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Tag: prosecutors

Justice Department to Prioritize Prosecution of Wall Street Criminals

wall-streetBy Steve Neavling

The Justice Department has pledged to prioritize prosecution of Wall Street criminals.

The Boston Globe reports that the DOJ established new rules in an effort to hold individual employees and their companies accountable.

The rules were issued in a memo to federal prosecutors in an attempt to also pressure corporations to cooperate when their executives are accused of wrongdoing.

“Corporations can only commit crimes through flesh-and-blood people,” Sally Q. Yates, the deputy attorney general and the author of the memo, said in an interview Wednesday. “It’s only fair that the people who are responsible for committing those crimes be held accountable. The public needs to have confidence that there is one system of justice and it applies equally regardless of whether that crime occurs on a street corner or in a boardroom.”

Prosecutors: FBI Had Legal Right to Track New York Assemblyman by Cell Phone Tower

Assemblyman William Scarborough

By Steve Neavling

Federal prosecutors said FBI agents did not violate the law by tracking a New York assemblyman using cell phone tower data, The Times-Union reports.

Assemblyman William Scarborough had no reasonable expectation of privacy because he was using a cell tower, which prosecutors argued is essentially a business record.

The Queens Democrat was arrested in October on 11 federal charges related to fraudulent travel vouchers from 2009 to 2012.

Tracking his whereabouts was key to the investigation, prosecutors said.

“The defendant could not have a constitutionally cognizable privacy interest in business records that he did not make and has never seen or kept, and that contain information he has never known,” the motion reads.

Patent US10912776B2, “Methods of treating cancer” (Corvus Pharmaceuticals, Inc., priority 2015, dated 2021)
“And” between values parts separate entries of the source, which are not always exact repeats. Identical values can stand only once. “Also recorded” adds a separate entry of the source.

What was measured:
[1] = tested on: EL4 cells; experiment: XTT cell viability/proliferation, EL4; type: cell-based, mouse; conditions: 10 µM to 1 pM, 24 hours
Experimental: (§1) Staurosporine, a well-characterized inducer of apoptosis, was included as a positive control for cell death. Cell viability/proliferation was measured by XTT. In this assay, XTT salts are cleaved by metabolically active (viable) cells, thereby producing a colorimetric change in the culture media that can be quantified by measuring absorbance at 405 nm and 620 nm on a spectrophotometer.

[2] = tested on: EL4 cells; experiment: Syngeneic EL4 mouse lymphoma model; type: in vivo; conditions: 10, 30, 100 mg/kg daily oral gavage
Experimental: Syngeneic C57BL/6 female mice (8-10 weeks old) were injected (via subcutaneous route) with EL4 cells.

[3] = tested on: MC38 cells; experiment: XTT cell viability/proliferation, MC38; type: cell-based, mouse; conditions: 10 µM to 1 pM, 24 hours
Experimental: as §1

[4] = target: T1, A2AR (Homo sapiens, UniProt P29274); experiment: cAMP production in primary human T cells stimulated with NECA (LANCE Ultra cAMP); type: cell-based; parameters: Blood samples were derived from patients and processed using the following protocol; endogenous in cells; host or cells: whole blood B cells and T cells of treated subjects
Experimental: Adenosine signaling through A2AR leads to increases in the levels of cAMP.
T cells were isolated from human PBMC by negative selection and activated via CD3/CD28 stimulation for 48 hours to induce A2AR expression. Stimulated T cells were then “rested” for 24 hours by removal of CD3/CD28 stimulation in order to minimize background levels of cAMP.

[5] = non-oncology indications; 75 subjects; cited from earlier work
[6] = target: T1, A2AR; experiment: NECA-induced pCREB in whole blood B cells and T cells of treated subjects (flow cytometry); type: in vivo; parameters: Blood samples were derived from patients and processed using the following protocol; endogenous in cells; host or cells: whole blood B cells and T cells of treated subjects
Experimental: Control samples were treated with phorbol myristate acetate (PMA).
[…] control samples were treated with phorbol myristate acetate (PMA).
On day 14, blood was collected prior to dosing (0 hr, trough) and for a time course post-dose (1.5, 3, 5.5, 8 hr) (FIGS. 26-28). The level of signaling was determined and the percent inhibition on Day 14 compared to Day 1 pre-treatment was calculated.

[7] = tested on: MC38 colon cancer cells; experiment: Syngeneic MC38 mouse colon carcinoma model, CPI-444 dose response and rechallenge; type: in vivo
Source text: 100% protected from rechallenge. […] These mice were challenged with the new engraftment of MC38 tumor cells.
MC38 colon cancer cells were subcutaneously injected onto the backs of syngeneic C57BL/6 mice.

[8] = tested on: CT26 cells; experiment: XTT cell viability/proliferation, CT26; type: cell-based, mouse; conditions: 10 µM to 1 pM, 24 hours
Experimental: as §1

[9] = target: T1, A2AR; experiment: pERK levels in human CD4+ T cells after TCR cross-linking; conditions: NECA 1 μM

Prosecutors Defend FBI’s Ruse to Send Agents into Hotel Suites As Internet Repairmen

By Steve Neavling

Prosecutors defended the FBI’s controversial decision shut off the Internet connection to three luxury Las Vegas suites in a ruse to send in undercover agents to “fix” the problems, the Associated Press reports.

U.S. Attorney Daniel G. Bogden and two other government lawyers filed a lengthy court filing defending the practice.

The response comes after the defense asked a judge to dismiss the evidence gathered in the illegal gambling case against eight suspects.

“Law enforcement has long been permitted to obtain consent by posing as a confederate, business associate, or service provider. In fact, the government uses ruses every day in its undercover operations,” the prosecutors wrote in defense of the FBI operation.

The prosecutors said the ruse was legal because it still gave the defendants a choice of letting in the agents.

“Disruption of the (high speed Internet) did not — in any legitimate sense — require immediate attention,” prosecutors wrote.

Justice Department Reveals Disturbing Treatment of Rape Victims in Montana County

Steve Neavling

An alarming letter from the Department of Justice accuses Missoula County, Montana prosecutors of all but ignoring sexual assault cases.

Buzzfeed reports that the Missoula County Attorney’s Office only took action on 17 of 85 police reports of sexual assaults of adult women between January 2008 and May 2012.

“[Female] sexual assault victims in Missoula are deprived of fundamental legal protections and often re-victimized by MCAO’s response to their reports of abuse,” U.S. attorneys wrote in a findings letter to County Attorney Fred Van Valkenburg.

Prosecutors are accused of “institutionalized indifference” that “perpetuates a culture that tolerates sexual assault, dissuades victims from reporting crimes, leaves violent criminal activity unaddressed, and compromises the safety of all women in Missoula.”

In some cases, prosecutors even failed to return phone calls from victims.

‘Whitey’ Bulger Has ‘No Redeeming Qualities,’ Prosecutors Say Before Sentencing

Whitey Bulger/fbi

Steve Neavling

Notorious mobster James “Whitey” Bulger has “no redeeming qualities” and should die in prison, prosecutors wrote in a sentencing memorandum Thursday, the Los Angeles Times reports.

Bulger is awaiting sentencing next week after being convicted of racketeering and murder charges.